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East Independence, MO, United States

Katz D.L.,Yale Griffin Prevention Research Center | Katz D.L.,Yale University | Katz C.S.,Yale Griffin Prevention Research Center | Treu J.A.,Yale Griffin Prevention Research Center | And 5 more authors.
Journal of School Health

BACKGROUND: The purpose of this study was to evaluate the effects of a nutrition education program designed to teach elementary school students and their parents, and to distinguish between more healthful and less healthful choices in diverse food categories. METHODS: Three schools were assigned to receive the Nutrition Detectives™ program and 2 comparable schools served as controls. A total of 1180 second, third, and fourth grade elementary school students were included, with 628 students in the intervention and 552 in the control group. The program, delivered by physical education instructors over several sessions totaling less than 2 hours, taught the children how to read food labels and detect marketing deceptions, while learning to identify and choose healthful foods. Parents were introduced to the program through written materials sent home and at school functions. Assessments included a food label quiz, dietary pattern, and body mass index (BMI). RESULTS: Students in intervention schools showed a significant increase in nutrition label literacy (p < .01). Third grade students showed the most improvement, 23% (p < .01). The parents of intervention group students also showed a significant increase in nutrition label literacy by 8% (p < .01). Total caloric, sodium, and total sugar intake decreased nonsignificantly among students in the intervention group (p > .05). BMI did not change over the short duration of the study. CONCLUSIONS: Nutrition Detectives effectively enhances the ability of students and their parents to identify more nutritious food choices. Further evaluation of the program and its potential to influence dietary pattern, BMI, and health outcomes in students and their families is warranted. © 2011, American School Health Association. Source

Reynolds J.S.,Yale Griffin Prevention Research Center | Treu J.A.,Yale Griffin Prevention Research Center | Njike V.,Yale Griffin Prevention Research Center | Walker J.,Independence School District | And 3 more authors.
Journal of Nutrition Education and Behavior

Objective: To determine the reliability and validity of a 10-item questionnaire, the Food Label Literacy for Applied Nutrition Knowledge questionnaire. Methods: Participants were elementary school children exposed to a 90-minute school-based nutrition program. Reliability was assessed via Cronbach α and intraclass correlation coefficient (ICC). Validity was assessed comparing the questionnaire's food choices using an objective metric of nutrition quality, the Overall Nutritional Quality Index (ONQI), via t test. Statistical significance was set at05. Results: Four hundred ninety-nine children participated, 51% were female, and the average age was 8.6 (± 0.9) years. Cronbach α = .77 and ICC = 0.68 (between administrations) were observed. ONQI scores of correct responses were significantly higher when compared to the ONQI scores of incorrect responses (27.4 ± 9.4 vs 16.2 ± 9.4; P = .01). Conclusions and Implications: The Food Label Literacy for Applied Nutrition Knowledge questionnaire was found to be both reliable and a valid measure of food label literacy in children taught the Nutrition Detectives program. © 2012 Society for Nutrition Education and Behavior. Source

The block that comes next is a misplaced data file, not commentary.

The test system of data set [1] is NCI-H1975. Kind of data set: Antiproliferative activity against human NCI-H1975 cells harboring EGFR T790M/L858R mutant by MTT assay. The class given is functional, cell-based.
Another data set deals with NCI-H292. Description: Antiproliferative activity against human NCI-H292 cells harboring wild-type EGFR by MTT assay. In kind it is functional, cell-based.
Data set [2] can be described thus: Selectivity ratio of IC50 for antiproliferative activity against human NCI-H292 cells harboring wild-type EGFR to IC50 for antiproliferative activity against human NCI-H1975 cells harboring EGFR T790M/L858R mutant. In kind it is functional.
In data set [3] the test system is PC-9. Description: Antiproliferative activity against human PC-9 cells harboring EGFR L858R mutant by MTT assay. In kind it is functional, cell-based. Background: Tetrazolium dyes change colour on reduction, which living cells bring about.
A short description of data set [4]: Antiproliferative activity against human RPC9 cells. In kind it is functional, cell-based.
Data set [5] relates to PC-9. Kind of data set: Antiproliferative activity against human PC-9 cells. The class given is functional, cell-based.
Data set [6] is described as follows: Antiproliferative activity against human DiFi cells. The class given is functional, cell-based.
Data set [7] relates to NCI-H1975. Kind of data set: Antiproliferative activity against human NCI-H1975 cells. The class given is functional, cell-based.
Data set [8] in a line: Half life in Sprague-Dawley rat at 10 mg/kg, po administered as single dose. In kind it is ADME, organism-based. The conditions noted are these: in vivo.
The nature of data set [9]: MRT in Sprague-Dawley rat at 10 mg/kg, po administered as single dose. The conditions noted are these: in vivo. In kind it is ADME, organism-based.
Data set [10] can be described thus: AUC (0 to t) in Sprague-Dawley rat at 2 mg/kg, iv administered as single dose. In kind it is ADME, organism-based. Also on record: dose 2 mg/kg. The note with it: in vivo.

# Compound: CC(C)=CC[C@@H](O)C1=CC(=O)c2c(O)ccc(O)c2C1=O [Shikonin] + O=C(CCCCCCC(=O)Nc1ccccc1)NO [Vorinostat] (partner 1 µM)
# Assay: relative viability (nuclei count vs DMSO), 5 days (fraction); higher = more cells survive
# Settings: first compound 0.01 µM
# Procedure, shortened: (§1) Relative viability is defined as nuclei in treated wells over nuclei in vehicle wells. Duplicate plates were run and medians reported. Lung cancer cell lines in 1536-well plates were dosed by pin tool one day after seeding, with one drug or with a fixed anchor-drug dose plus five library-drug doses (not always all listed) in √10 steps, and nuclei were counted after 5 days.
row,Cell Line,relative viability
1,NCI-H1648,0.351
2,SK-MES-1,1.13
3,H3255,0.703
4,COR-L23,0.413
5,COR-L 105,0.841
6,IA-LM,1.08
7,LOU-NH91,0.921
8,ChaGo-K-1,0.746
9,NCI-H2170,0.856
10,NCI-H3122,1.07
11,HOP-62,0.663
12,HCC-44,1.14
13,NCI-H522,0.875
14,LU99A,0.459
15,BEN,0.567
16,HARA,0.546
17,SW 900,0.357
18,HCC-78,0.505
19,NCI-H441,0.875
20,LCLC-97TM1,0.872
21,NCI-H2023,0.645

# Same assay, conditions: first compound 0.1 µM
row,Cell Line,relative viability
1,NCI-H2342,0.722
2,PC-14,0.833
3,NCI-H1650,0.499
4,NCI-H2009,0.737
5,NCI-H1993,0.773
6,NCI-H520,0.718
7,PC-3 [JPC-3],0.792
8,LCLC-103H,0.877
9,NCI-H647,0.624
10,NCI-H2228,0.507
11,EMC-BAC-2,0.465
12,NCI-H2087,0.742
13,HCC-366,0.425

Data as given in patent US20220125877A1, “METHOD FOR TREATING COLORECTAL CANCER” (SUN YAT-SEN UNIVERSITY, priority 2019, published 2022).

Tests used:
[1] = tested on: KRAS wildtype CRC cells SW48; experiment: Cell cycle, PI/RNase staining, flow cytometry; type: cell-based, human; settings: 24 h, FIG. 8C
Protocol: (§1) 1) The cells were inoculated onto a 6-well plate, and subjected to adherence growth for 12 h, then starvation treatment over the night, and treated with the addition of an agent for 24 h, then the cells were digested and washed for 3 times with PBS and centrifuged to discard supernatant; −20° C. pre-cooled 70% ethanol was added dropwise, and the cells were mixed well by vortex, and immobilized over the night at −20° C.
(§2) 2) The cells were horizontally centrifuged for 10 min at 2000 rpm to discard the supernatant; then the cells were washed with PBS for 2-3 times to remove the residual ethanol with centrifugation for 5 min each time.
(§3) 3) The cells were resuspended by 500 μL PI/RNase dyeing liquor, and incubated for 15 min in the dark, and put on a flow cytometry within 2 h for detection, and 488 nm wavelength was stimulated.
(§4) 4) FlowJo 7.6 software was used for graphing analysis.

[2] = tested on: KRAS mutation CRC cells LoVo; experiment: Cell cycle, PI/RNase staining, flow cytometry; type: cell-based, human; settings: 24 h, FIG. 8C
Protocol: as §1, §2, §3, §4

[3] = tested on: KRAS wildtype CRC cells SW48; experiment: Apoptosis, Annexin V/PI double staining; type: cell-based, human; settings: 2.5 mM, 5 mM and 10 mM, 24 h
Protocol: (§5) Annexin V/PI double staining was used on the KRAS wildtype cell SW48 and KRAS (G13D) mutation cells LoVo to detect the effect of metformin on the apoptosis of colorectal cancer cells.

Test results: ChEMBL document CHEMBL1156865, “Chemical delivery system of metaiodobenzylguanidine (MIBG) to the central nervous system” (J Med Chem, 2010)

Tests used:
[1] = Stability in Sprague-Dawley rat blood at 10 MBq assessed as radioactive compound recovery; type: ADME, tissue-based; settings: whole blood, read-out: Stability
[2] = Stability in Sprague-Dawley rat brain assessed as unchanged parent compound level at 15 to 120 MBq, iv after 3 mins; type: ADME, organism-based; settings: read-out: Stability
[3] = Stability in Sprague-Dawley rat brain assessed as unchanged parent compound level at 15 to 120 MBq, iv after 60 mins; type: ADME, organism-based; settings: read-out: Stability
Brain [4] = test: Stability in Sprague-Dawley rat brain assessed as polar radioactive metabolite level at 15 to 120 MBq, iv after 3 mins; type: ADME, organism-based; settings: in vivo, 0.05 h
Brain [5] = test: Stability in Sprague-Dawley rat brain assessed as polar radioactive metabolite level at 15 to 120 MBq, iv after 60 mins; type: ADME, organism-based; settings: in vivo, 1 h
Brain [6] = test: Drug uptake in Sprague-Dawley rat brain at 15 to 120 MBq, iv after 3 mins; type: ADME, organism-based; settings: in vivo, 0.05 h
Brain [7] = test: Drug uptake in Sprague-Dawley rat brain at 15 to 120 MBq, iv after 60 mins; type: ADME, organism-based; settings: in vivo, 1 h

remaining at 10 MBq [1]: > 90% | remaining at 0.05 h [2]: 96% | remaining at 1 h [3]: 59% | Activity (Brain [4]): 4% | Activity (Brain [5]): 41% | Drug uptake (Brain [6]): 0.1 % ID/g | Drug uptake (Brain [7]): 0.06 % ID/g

Katz D.L.,Yale University | Doughty K.,Yale University | Njike V.,Yale University | Treu J.A.,Yale University | And 4 more authors.
Public Health Nutrition

Objective: The present study directly compared prices of more and less nutritious foods within given categories in US supermarkets. Design: Foods selected from six supermarkets in Jackson County were categorized using the five criteria of the Nutrition Detectives™ (ND) programme and an item-to-item cost comparison was made using posted prices. The nutritional quality of foods was distinguished using the clues of the ND nutrition education programme for elementary-school children and validated using the Overall Nutritional Quality Index. Setting: Supermarkets in Jackson County, MO, USA. Subjects: Not applicable. Results: The average price of the item for more nutritious foods did not differ significantly from that of less nutritious foods overall ($US 2·89 (sd $US 0·74) v. $US 2·85 (sd $0·68), P = 0·76). More nutritious breads cost more than less nutritious breads ($US 3·36 (sd $ US 0·28) v. $US 2·56 (sd $US 0·80, P = 0·03), whereas more nutritious cereals ($US 2·46 (sd $US 0·69) v. $US 3·50 (sd $US 0·30), P < 0·01) and cookies ($US 2·76 (sd $US 0·50) v. $US 3·40 (sd $US0·28), P < 0·01) cost less. Conclusions: Our findings indicate that it is possible to choose more nutritious foods within many common categories without spending more money and suggest that making small improvements in dietary choices does not invariably cost more. © 2011 The Authors. Source

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